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January 31, 2012
Malik Cooke eyed the rim, knowing that one shot would tie and two would put South Carolina ahead. The Gamecocks had fought to keep another game even, and just as they had against Alabama in the last game, could go ahead in the waning seconds.
The shot rimmed out. Ole Miss rebounded. USC defended knowing that the Rebels would try to go to their height advantage in the paint, and were suckered into leaving Terrence Henry wide open in the corner for an uncontested 3-pointer.
A flash of white nylon made a one-point lead four, as USC's win streak was stopped at one. The Gamecocks lost 66-62 at Ole Miss, sending them back to Columbia with an extra day to prepare, but no extra time to think about how they had just given away a prime chance to get another victory.
No use thinking about it now, for even a minute. USC (9-11, 1-5 SEC) has an extremely tough two-game stretch coming up, and it's the Gamecocks' turn back on the SEC's Thursday-Saturday schedule. USC tips off late Thursday night at No. 14 Florida, before having to be back in Columbia for a 6 p.m. tip against No. 1 Kentucky on Saturday.
That's tough enough, but what's tougher is that the Ole Miss loss might have sent USC on its way to its third consecutive losing season in SEC play, and 16th losing season in 21 years in the league. The Gamecocks needed to get through a brutal first eight games of the league schedule with at least two wins to have a chance to catch up; barring a tremendous upset in either of the next two games, they stand to finish the first half at 1-7.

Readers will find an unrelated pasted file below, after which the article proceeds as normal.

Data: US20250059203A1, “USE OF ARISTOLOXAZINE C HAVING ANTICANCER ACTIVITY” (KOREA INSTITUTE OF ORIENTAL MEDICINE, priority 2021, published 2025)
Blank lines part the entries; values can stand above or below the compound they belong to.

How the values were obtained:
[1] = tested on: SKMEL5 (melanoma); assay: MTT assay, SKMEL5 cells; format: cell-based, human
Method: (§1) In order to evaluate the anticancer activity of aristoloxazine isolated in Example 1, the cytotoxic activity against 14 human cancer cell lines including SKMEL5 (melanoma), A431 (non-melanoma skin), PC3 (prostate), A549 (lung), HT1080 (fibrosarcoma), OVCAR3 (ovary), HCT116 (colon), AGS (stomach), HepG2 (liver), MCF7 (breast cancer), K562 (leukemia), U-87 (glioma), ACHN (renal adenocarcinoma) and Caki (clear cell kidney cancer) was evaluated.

A front-loaded schedule had USC playing uphill from the get-go, but with games against the SEC's other cellar-dwellers on the back end, the Gamecocks were hoping to at least finish at .500. USC can, but it will have to pull some shockers, especially since Tennessee and Mississippi State are much better than they were predicted to be.
Losses at Auburn and at Ole Miss were being counted on, although the win over Alabama exchanged one of them. Now the Gamecocks have to depend on two games against Georgia (1-5), a home game against LSU (2-4) and two games against Tennessee (2-4) to help them out, when their home-field advantage is as thin as their NCAA tournament hopes. A game at Arkansas is a potential win, but the Razorbacks are 15-6 with all of their losses away from home.
To USC's credit, the Gamecocks have continued to come to work every day living the 24-hour rule - never too high with the highs, or too low with the lows. As coach Darrin Horn said, and the team has proved, it will at least fight.
In the win over Alabama, it was apparent that the Gamecocks weren't going to be out-fought for anything. Horn knew he could have a chance if USC just got to the five-minute mark with a tie, slight lead or slight deficit, and the Gamecocks made it count.
The intensity was there against Ole Miss. The scoring lulls that had dogged USC in its first four SEC losses have been there in the past two games, but nothing that has led to a massive deficit. The Rebels went up by seven points late, but all of a sudden, Brenton Williams was cutting the deficit to one point, and Cooke was going for a steal, getting fouled and sent to the line to tie the game.
The shot didn't fall.
But the season wasn't contained in that one shot.
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